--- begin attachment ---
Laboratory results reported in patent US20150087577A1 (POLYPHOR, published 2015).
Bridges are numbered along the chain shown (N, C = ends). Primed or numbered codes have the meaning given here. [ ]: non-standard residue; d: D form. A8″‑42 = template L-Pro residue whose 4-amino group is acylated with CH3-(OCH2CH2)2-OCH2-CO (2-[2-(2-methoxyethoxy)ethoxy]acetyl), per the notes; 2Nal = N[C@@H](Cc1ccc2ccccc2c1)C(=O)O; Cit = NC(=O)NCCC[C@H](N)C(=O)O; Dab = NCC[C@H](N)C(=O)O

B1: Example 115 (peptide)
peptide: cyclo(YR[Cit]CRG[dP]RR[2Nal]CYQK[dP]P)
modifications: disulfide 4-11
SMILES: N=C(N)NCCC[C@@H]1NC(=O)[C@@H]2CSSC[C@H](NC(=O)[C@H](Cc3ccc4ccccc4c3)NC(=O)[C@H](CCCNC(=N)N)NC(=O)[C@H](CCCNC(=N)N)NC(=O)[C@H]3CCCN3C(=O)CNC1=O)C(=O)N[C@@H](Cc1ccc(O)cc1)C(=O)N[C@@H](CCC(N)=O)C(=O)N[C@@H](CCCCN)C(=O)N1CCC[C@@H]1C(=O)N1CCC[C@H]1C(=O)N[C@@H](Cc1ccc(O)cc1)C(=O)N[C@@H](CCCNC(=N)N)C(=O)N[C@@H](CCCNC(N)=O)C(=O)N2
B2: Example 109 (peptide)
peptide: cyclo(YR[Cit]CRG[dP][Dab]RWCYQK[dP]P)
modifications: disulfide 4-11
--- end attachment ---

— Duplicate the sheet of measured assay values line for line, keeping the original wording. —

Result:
Laboratory results reported in patent US20150087577A1 (POLYPHOR, published 2015).
Bridges are numbered along the chain shown (N, C = ends). Primed or numbered codes have the meaning given here. [ ]: non-standard residue; d: D form. A8″‑42 = template L-Pro residue whose 4-amino group is acylated with CH3-(OCH2CH2)2-OCH2-CO (2-[2-(2-methoxyethoxy)ethoxy]acetyl), per the notes; 2Nal = N[C@@H](Cc1ccc2ccccc2c1)C(=O)O; Cit = NC(=O)NCCC[C@H](N)C(=O)O; Dab = NCC[C@H](N)C(=O)O

B1: Example 115 (peptide)
peptide: cyclo(YR[Cit]CRG[dP]RR[2Nal]CYQK[dP]P)
modifications: disulfide 4-11
SMILES: N=C(N)NCCC[C@@H]1NC(=O)[C@@H]2CSSC[C@H](NC(=O)[C@H](Cc3ccc4ccccc4c3)NC(=O)[C@H](CCCNC(=N)N)NC(=O)[C@H](CCCNC(=N)N)NC(=O)[C@H]3CCCN3C(=O)CNC1=O)C(=O)N[C@@H](Cc1ccc(O)cc1)C(=O)N[C@@H](CCC(N)=O)C(=O)N[C@@H](CCCCN)C(=O)N1CCC[C@@H]1C(=O)N1CCC[C@H]1C(=O)N[C@@H](Cc1ccc(O)cc1)C(=O)N[C@@H](CCCNC(=N)N)C(=O)N[C@@H](CCCNC(N)=O)C(=O)N2
B2: Example 109 (peptide)
peptide: cyclo(YR[Cit]CRG[dP][Dab]RWCYQK[dP]P)
modifications: disulfide 4-11